It is true that 2014 was a record year, both for the length of the sailing season, and also for the tonnage that moved through the NSR. Nonetheless, the conclusion cannot automatically be made that the greatest threat to the Arctic environment is pollution and noise from increased vessel traffic in the region. Due to dangerous winter ice conditions, the NSR remains navigable for most vessels only between June and November. This brief window of opportunity confines the benefits and risks from increased traffic to these few short months.
The most serious threats to the Arctic region are melting ice and melting permafrost. Neither one is directly caused by the transit of ships in the region, but by global warming generally. In fact, the shorter transit times achieved through utilization of the NSR as an international shipping artery will actually reduce vessel carbon emissions worldwide.
Yet environmental concerns are warranted. The Arctic is an area that ought to be preserved and protected. Current regulatory measures imposed by international conventions and the Russian NSR Administration make significant headway toward mitigating navigational risks and vessel source pollution.
Improvements in training and education qualifications, ship design and construction requirements and mandatory contingency plans have strengthened the safety of transit in the High North. More could be done today, but the advent of the Polar Code will usher in additional stringent protective measures tomorrow.
It remains a valid point that as vessel traffic increases, the risk of incident or accident also increases. As this spike in Arctic transit is likely to continue, so too must implementation of environmental protection measures to ensure the sustainability of this critical region.
As thru-traffic increases and the waterway demonstrates its value as a key strategic asset to Russia and global sea commerce, additional requirements will also be necessary to guarantee operational fidelity.
Keeping the NSR open as a viable waterway not only benefits Russia and the commercial shipping companies, which take advantage of its cost-saving benefits, but also provides a strategic redundancy for other countries dependent on the ready supply of energy resources, especially those in Europe and East Asia. Disruptions or blockages at global shipping chokepoints such as the Strait of Hormuz and the Suez Canal could halt global sea transport, specifically the crucial movement of oil and gas.
Supporting NSR usage and maintaining operational fidelity, even if it not heavily used or even close to rivaling the traffic figures of the Suez Canal, may be a worthy investment as a contingency in the event of other chokepoint closures. Endorsing this resource and supporting it at the diplomatic level are also beneficial to maintain redundant trade supply and ease financial strain on other countries’ own domestic shipping industries.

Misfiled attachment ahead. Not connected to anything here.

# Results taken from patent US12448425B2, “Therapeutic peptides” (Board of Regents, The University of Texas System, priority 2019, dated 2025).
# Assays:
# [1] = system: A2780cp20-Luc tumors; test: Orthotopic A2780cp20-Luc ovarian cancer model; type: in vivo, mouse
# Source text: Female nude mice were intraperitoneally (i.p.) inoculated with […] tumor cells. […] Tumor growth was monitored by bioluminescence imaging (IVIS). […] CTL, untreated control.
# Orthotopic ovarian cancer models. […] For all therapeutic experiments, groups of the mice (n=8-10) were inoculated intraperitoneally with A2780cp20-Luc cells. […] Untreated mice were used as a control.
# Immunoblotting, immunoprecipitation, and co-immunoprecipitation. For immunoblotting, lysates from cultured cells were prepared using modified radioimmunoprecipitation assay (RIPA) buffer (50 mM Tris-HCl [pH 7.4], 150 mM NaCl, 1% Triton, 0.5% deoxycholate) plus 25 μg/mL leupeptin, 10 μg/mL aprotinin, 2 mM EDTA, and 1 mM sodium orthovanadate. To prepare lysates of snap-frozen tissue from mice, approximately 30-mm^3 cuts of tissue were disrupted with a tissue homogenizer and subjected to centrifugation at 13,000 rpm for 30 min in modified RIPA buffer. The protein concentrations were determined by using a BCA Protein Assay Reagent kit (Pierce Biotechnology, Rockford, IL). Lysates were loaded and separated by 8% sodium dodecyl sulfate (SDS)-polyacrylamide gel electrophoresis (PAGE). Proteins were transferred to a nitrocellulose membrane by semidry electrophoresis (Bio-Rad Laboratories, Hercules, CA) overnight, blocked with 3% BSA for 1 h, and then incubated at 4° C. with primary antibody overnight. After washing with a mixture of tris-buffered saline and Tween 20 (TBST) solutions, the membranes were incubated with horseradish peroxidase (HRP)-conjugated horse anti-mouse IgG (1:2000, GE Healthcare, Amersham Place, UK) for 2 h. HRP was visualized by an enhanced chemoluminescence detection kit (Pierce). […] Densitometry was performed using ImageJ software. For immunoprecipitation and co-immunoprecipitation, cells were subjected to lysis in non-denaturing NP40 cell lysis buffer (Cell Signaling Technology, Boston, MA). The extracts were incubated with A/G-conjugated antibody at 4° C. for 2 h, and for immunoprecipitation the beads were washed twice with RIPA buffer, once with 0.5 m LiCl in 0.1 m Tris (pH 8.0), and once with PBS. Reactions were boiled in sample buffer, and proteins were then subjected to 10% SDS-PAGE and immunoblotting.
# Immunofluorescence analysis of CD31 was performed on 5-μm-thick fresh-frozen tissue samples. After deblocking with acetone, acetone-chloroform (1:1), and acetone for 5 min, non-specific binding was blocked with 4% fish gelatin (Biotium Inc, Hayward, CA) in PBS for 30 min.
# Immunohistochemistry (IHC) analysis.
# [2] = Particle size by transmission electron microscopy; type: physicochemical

For over a century, modern Russia has understood the strategic importance of its Northern waters. This region hosts many of Russia’s chief naval bases, ports, shipbuilding facilities, and now even offshore oil and gas installations, all of which have become crucial to the global energy supply. As a result, Russia’s necessities have required it to master the intricacies of Arctic navigation.
Security and Safety Along the NSR
Recent media hype has created a perception of increased Russian military aggression in the Arctic, resurrecting Cold War images. All Arctic leaders, including Russia’s, are opposed to significant militarization of the Arctic region.
Border guard, navy, search-and-rescue and other capabilities are, however, being bolstered along the emerging waterway. This development needs to be looked at separately from the militarization concept. While potentially “aggressive” in appearance, these changes are actually appearing as a response, even a reassurance, to the global shipping community’s requests for safeguards in the region, ensuring security of Arctic transits.
While the Russian industry was comfortable with icebreaker escort alone and was not pushing for further search-and-rescue or emergency response capabilities, the international community pressured Russia to develop such search-and-rescue and disaster response mechanisms in the Arctic. Russia did so reluctantly, as it is extremely expensive to relocate the necessary personnel and equipment and maintain standby operations in the harsh operating environment. The international community must be careful not to label all of these installations and deployments as “aggressive.”
Russia maintains the Arctic logistics expertise to put the plans into motion but requires international clients and technological expertise to bring the right shipping and offshore equipment into the region and leverage its full potential. Without doing so, there is no financial benefit to opening the Arctic. Thus Russia must continue to expand business and political cooperation with all interested parties in order to receive the necessary thru-flow of vessel traffic and investment, all the while ensuring that operations are exceeding environmental and safety best practices.
A balancing act to find a middle path, agreeable to both Russia and the international community, in the Arctic, just like Ukraine, is needed to ensure mutual success. Perhaps in 2015 business can be the new diplomacy, forging a foundation of environmental and political stability in both regions. – MarEx
Simon O. Williams is Director of Tactique Ltd.
Philipp Hermes is the Managing Partner at Hamburg-based maritime law firm BHM Penlaw.
The opinions expressed herein are the author’s and not necessarily those of The Maritime Executive.